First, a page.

Prussian defeats by Napoleon I led to the creation of the Allgemeine Kriegsschule with a nine-month programme covering mathematics, strategy, staff work, weapons science, military geography, physics and administration. The German staff courses have been used as a basic templates for other staff courses around the world. Nations have taken a wide variety of approaches to the form and status of staff colleges, but have much in common with the Prussian courses of the early 19th Century; some courses act as filters for entry into a specialist staff corps. The length of courses varies from three months to three years, with some having entrance and/or exit examinations; the more senior the course, the more that it will include strategic and joint aspects, with junior courses focusing on single service and tactical military aspects of warfare. Certain terms of art or idiom have developed in staff colleges over time, been used in wider college or university settings and everyday usage, including: staff refers to the professional personnel and employees of the college.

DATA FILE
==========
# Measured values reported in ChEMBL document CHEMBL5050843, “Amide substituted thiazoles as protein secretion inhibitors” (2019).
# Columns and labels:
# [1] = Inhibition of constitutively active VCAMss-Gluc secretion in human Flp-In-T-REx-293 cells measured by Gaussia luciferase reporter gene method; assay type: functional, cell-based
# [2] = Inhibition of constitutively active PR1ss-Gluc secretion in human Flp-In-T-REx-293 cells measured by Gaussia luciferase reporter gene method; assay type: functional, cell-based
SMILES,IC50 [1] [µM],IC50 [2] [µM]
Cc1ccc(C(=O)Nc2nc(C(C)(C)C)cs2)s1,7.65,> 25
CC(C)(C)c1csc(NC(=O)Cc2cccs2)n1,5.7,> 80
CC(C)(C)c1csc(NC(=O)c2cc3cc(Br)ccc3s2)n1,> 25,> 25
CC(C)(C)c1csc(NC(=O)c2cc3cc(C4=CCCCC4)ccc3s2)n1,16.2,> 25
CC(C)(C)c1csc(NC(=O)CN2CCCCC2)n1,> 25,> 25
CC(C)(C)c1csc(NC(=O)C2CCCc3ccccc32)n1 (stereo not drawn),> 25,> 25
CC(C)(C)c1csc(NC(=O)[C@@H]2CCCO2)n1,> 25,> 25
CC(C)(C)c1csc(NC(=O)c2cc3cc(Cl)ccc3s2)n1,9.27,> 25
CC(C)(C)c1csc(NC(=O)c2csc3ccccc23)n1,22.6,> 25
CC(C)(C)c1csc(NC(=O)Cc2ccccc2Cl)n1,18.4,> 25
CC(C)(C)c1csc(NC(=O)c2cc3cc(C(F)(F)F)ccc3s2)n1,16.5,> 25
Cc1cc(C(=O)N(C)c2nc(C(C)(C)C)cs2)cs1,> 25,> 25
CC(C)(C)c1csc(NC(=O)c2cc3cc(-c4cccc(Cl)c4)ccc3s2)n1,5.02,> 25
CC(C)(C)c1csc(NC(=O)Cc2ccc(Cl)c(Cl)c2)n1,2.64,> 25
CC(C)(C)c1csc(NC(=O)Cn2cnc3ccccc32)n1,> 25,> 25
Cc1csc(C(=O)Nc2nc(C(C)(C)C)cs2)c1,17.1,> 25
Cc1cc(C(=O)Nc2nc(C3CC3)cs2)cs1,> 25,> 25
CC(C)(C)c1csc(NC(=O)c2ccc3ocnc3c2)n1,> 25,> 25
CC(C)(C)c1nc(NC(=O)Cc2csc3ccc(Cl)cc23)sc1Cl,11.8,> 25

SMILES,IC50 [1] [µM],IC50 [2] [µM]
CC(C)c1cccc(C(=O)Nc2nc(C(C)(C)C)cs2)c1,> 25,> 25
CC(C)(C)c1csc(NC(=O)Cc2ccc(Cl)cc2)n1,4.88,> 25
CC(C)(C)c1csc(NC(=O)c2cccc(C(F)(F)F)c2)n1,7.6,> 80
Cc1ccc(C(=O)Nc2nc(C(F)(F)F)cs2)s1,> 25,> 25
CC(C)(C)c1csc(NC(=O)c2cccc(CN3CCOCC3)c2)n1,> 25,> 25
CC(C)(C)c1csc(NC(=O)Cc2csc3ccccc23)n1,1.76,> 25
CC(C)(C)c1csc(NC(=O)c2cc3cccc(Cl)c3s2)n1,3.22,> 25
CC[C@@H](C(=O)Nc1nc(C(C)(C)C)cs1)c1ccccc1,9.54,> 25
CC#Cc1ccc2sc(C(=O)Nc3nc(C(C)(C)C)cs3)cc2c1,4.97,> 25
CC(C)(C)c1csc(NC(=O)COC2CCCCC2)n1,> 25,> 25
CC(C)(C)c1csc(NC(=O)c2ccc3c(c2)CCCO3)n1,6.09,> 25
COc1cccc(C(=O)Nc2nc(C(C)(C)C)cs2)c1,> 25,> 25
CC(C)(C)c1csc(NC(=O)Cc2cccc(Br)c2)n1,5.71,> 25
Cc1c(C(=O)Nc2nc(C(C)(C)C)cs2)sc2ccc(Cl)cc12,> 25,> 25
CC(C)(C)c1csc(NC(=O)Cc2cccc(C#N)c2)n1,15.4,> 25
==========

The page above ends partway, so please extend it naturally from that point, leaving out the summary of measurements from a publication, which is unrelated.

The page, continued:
A "pink" is the Staff College's staff answer to a particular issue. Pinks and whites referred to the color coding of course material where problems and information for use of students was printed on standard white sheets of papers while material intended for use by directing staff was produced on pink sheets; this practice originates from staff colleges of British origins. The tradition survives across several Commonwealth staff colleges such as the Command and Staff College, Quetta; the following is an incomplete list of staff colleges, by continent by country: Ghana Ghana Armed Forces Command And Staff College Military Academy And Training Schools, AccraKenya Defense Staff College, NairobiNigeria Armed Forces Command and Staff College, Jaji in Kaduna StateUganda Uganda Senior Command and Staff College, Kimaka in Jinja District Uganda Junior Staff College, Jinja in Jinja District Escuela Superior de Guerra "Teniente General Luis María Campos". Escola de Comando e Estado-Maior do Exército Escola de Aperfeiçoamento de Oficiais Escola de Aperfeiçoamento de Sargentos das Armas Escola de Instrução Especializada Escola de Guerra Naval Escola de Comando e Estado Maior da Aeronáutica Escola de Aperfeiçoamento de Oficiais da Aeronáutica Canadian Army Command and Staff College Canadian Forces College Air University, HQ at Maxwell AFB, Alabama Air War College School of Advanced Air and Space Studies Air Command and Staff College Squadron Officer School Air Force Institute of Technology U.